A thick, ivory-colored paper originally treated and embossed to simulate the appearance and texture of animal Vellum. First made in the late 19th century, vegetable vellum is a tough, translucent paper made from chemical wood pulp and/or cotton fibers. The fiber sheet is coated or impregnated to produce a semitransparent paper with low gloss. Vellum paper may have melamine resin added to increase transparency. Vegetable vellum is thicker than vegetable parchment. It is used for diplomas and engraving.
Synonyms and Related Terms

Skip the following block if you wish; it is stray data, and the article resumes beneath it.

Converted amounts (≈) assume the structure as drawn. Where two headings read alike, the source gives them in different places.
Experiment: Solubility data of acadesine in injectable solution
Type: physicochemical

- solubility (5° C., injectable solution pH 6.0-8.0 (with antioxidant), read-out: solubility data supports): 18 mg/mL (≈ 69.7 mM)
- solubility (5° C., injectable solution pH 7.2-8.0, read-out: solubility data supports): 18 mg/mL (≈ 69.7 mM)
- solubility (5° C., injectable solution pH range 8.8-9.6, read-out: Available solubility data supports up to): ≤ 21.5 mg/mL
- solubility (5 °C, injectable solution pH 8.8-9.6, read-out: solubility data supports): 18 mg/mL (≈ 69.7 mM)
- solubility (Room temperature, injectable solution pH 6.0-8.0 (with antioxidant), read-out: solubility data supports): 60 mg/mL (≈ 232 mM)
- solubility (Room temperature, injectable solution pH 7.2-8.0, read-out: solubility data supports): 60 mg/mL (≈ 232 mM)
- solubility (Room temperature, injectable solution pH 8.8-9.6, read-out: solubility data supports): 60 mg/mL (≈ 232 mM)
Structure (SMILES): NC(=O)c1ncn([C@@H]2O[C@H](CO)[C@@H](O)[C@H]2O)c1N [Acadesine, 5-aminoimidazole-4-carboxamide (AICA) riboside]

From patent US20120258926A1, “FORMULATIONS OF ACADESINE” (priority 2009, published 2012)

Japanese vellum; imitation vellum; vegetable vellum; papier vélin (Fr.)
Resources and Citations
- Ralph Mayer, A Dictionary of Art Terms and Techniques, Harper and Row Publishers, New York, 1969 (also 1945 printing)
- Matt Roberts, Don Etherington, Bookbinding and the Conservation of Books: a Dictionary of Descriptive Terminology, U.S. Government Printing Office, Washington DC, 1982
- The Dictionary of Paper, American Paper Institute, New York, Fourth Edition, 1980
- Art and Architecture Thesaurus Online, http://www.getty.edu/research/tools/vocabulary/aat/, J. Paul Getty Trust, Los Angeles, 2000